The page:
Whenever any of my family feel eye fatigue from staring at the computer screen for too long, reading, or just during a bout of mid-afternoon weariness, we throw a handful of goji berries, or wolfberries, into the bottom of a mug, pour hot boiling water into it, let it steep, and drink, finishing up with a bunch of interestingly texturized berries in our mouths. Soon afterwards, our eyes are relieved.
Goji berries are in the category of herbal remedies that have some immediate and noticeable effects on our bodies. As you know, preventive and alternative approaches do not regularly work as fast as mainstream, curative approaches. However, we find that our bodies – whether or not it’s bit-placebo – seem to respond more quickly to the intake of goji berries, and our eyes are immediately soothed. That is, we don’t have to wait days, weeks, or even a month, to feel the effect. In an age where you can Google and make a connection between any two phrases or words, I want to be careful that I do not force any super-power foods on anyone. Like I said, I’m just going to share with you the remedies that have worked in my personal circle of family and friends.
Also known by its Latin name, Lycium barbarum, the goji berry has been used in Chinese medicine to treat liver, kidney, and eye-related diseases. It’s also known as an energizer. Scroll down to “Who’s done the research” for summarized findings on more health benefits from goji berries.
How to make goji tea (Quick-and-dirty version): Yes, truly dirty. Toss a small handful of dried – and hopefully plump – goji berries into a mug or cup, and bring a pot of water to boil. Pour boiling water into your mug, and put a lid over it – any lid will do, even a piece of cardboard. Let it steep for two to three minutes. By the time you remove the lid, the goji berries will have floated back onto the top, even more plump with tea. And, it’s probably the perfect temperature for drinking. Don’t forget to chew up the delicious berries when you’re done. I also often leave a bit of the remaining liquid in my mug, since it seems some dirt falls away from the berries and sinks to the bottom.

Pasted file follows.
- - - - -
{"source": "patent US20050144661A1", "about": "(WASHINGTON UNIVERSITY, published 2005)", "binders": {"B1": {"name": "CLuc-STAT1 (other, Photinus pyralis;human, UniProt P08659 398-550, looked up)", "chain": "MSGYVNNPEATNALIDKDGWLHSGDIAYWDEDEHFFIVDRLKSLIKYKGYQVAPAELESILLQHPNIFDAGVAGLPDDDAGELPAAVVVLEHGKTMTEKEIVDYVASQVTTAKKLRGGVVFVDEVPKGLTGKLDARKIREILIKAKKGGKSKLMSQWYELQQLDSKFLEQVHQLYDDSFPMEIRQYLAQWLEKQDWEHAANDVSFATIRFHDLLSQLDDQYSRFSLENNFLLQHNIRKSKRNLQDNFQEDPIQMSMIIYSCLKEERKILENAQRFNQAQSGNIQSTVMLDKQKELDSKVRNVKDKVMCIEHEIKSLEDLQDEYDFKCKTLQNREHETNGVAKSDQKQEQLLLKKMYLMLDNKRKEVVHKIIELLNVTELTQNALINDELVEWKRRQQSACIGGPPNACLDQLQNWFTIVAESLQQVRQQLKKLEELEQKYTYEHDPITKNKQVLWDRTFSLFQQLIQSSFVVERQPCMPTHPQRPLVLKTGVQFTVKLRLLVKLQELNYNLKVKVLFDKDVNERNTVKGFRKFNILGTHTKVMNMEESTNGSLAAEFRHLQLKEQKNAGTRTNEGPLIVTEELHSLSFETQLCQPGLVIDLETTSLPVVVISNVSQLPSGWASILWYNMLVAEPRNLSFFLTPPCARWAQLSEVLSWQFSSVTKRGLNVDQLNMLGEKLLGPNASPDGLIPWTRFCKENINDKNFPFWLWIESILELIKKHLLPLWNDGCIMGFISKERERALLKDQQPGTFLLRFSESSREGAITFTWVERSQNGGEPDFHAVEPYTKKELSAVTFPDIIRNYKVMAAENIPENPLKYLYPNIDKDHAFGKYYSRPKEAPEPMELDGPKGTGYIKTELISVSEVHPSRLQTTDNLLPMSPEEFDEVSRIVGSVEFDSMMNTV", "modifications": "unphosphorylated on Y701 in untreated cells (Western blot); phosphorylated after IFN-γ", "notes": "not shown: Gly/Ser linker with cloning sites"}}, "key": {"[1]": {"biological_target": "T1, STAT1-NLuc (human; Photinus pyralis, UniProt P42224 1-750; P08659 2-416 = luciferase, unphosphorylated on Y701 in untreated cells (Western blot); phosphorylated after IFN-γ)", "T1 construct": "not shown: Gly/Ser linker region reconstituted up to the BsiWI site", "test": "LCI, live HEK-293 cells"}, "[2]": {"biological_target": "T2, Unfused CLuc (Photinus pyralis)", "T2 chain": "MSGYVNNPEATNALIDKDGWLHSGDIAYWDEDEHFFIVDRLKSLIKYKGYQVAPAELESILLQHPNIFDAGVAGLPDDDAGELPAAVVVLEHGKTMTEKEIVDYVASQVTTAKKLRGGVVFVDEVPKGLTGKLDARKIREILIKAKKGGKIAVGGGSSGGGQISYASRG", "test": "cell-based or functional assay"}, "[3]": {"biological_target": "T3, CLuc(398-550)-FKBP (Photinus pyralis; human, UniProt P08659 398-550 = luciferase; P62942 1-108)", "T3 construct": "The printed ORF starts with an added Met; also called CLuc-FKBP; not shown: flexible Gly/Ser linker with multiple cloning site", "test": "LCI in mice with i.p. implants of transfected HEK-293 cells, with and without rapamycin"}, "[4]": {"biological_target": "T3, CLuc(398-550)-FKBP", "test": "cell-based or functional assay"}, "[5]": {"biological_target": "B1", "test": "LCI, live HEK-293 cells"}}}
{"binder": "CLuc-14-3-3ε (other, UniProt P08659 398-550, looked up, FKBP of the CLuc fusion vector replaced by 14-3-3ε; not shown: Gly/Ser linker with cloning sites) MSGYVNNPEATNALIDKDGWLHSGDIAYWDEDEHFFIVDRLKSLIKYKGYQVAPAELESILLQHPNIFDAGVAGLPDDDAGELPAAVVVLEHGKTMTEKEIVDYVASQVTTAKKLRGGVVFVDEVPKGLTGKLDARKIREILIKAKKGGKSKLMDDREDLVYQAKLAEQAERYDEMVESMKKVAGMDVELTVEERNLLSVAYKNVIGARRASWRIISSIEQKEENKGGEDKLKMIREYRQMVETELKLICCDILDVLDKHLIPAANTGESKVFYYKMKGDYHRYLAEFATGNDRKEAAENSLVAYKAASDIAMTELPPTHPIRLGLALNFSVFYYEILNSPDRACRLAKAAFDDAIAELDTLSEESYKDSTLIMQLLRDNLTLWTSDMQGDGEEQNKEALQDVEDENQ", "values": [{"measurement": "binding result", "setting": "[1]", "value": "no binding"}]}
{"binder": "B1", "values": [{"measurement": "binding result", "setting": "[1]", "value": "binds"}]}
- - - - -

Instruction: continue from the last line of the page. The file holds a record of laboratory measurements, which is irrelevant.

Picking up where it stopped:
Where to find it: At your local Chinese grocery store, of course. On the streets in Chinatown, they also have beautiful goji berries sitting in bins, along with a variety of other dried herbs. When picking a bag of goji berries, don’t go for the brightly orange types. Nor the fluffy, Uncle-Ben-rice-looking berries. Go for something almost a little loosely, a little stickily packed, not too dark and not too bright, just an in-between reddish color. You will see what I mean when you’ve got the choices in front of you. Those taste the most delicious. The brightly orange ones are usually too tart or the flavor has somehow escaped. The fluffy ones are also less flavorful and seem to be harder and less plump, even after they’re sitting in a cup of hot water. But don’t worry if you buy the wrong variety – it’s all trial and error.
What else: Goji berries are also known as matrimony berries, the fruits of the Matrimony Vine. I’ve only seen that label once on the packaging of a bag I bought from Chinatown. Subsequent purchases have been labeled simply, “Lycium barbarum” or “Fructus lycii.” Just my luck because I won’t ever forget my embarrassment one time, while serving the tea for a friend who asked me what I was serving. I took a look at the package and sheepishly answered, “matrimony berries.”
Who’s done the research: